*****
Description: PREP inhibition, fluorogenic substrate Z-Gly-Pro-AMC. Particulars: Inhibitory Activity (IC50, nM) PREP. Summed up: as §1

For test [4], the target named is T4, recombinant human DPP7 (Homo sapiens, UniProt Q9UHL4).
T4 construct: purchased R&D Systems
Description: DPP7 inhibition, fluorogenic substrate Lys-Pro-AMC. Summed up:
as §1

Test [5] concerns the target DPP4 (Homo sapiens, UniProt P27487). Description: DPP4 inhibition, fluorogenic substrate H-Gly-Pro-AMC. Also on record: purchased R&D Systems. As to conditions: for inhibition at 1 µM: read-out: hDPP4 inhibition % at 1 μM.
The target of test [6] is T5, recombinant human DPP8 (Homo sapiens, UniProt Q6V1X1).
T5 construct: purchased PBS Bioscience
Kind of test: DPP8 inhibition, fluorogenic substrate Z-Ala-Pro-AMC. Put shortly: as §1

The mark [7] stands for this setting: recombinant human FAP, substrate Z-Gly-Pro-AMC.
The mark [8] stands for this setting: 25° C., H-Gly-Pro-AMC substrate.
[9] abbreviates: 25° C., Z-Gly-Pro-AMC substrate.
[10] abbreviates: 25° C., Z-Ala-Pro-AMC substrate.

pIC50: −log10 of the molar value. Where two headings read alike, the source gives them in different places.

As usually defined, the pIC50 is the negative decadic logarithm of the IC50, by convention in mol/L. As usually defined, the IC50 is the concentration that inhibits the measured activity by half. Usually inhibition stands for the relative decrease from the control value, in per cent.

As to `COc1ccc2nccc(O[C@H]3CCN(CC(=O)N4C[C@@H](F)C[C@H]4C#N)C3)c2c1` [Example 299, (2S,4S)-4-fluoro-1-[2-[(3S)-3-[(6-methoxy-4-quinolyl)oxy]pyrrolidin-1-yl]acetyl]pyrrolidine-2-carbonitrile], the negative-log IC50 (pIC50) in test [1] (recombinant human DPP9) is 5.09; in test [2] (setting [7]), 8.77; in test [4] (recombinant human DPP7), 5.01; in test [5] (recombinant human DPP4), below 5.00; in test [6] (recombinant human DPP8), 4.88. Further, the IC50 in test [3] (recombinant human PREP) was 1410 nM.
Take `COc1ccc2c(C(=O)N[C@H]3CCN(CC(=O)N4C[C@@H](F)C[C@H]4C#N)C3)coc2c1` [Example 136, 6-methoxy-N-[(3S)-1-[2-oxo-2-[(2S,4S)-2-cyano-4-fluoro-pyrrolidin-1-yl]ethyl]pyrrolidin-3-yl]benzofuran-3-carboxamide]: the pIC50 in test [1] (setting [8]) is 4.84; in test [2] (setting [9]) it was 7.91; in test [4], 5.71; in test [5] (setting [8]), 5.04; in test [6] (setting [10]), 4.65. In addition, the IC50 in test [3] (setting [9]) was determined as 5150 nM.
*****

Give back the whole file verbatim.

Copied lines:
Description: PREP inhibition, fluorogenic substrate Z-Gly-Pro-AMC. Particulars: Inhibitory Activity (IC50, nM) PREP. Summed up: as §1

For test [4], the target named is T4, recombinant human DPP7 (Homo sapiens, UniProt Q9UHL4).
T4 construct: purchased R&D Systems
Description: DPP7 inhibition, fluorogenic substrate Lys-Pro-AMC. Summed up:
as §1

Test [5] concerns the target DPP4 (Homo sapiens, UniProt P27487). Description: DPP4 inhibition, fluorogenic substrate H-Gly-Pro-AMC. Also on record: purchased R&D Systems. As to conditions: for inhibition at 1 µM: read-out: hDPP4 inhibition % at 1 μM.
The target of test [6] is T5, recombinant human DPP8 (Homo sapiens, UniProt Q6V1X1).
T5 construct: purchased PBS Bioscience
Kind of test: DPP8 inhibition, fluorogenic substrate Z-Ala-Pro-AMC. Put shortly: as §1

The mark [7] stands for this setting: recombinant human FAP, substrate Z-Gly-Pro-AMC.
The mark [8] stands for this setting: 25° C., H-Gly-Pro-AMC substrate.
[9] abbreviates: 25° C., Z-Gly-Pro-AMC substrate.
[10] abbreviates: 25° C., Z-Ala-Pro-AMC substrate.

pIC50: −log10 of the molar value. Where two headings read alike, the source gives them in different places.

As usually defined, the pIC50 is the negative decadic logarithm of the IC50, by convention in mol/L. As usually defined, the IC50 is the concentration that inhibits the measured activity by half. Usually inhibition stands for the relative decrease from the control value, in per cent.

As to `COc1ccc2nccc(O[C@H]3CCN(CC(=O)N4C[C@@H](F)C[C@H]4C#N)C3)c2c1` [Example 299, (2S,4S)-4-fluoro-1-[2-[(3S)-3-[(6-methoxy-4-quinolyl)oxy]pyrrolidin-1-yl]acetyl]pyrrolidine-2-carbonitrile], the negative-log IC50 (pIC50) in test [1] (recombinant human DPP9) is 5.09; in test [2] (setting [7]), 8.77; in test [4] (recombinant human DPP7), 5.01; in test [5] (recombinant human DPP4), below 5.00; in test [6] (recombinant human DPP8), 4.88. Further, the IC50 in test [3] (recombinant human PREP) was 1410 nM.
Take `COc1ccc2c(C(=O)N[C@H]3CCN(CC(=O)N4C[C@@H](F)C[C@H]4C#N)C3)coc2c1` [Example 136, 6-methoxy-N-[(3S)-1-[2-oxo-2-[(2S,4S)-2-cyano-4-fluoro-pyrrolidin-1-yl]ethyl]pyrrolidin-3-yl]benzofuran-3-carboxamide]: the pIC50 in test [1] (setting [8]) is 4.84; in test [2] (setting [9]) it was 7.91; in test [4], 5.71; in test [5] (setting [8]), 5.04; in test [6] (setting [10]), 4.65. In addition, the IC50 in test [3] (setting [9]) was determined as 5150 nM.